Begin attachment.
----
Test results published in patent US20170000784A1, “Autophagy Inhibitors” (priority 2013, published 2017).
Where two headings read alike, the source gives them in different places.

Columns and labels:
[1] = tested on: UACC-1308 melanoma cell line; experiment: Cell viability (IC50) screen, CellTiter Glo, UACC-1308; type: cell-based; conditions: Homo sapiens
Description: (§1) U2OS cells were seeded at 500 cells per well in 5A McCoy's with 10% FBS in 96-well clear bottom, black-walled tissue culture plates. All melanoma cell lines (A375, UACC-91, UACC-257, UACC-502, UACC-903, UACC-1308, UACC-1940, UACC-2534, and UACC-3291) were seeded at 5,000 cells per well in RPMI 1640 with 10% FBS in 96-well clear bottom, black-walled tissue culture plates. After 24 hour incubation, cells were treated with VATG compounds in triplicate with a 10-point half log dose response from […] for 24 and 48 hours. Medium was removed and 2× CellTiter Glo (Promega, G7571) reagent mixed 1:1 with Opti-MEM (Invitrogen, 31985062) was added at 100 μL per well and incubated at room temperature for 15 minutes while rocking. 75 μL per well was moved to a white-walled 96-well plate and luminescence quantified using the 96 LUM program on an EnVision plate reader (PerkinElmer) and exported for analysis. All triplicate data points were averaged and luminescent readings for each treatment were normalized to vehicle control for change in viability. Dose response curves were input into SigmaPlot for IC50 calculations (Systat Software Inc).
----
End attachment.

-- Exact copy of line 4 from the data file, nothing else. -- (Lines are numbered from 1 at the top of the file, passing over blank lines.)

[1] = tested on: UACC-1308 melanoma cell line; experiment: Cell viability (IC50) screen, CellTiter Glo, UACC-1308; type: cell-based; conditions: Homo sapiens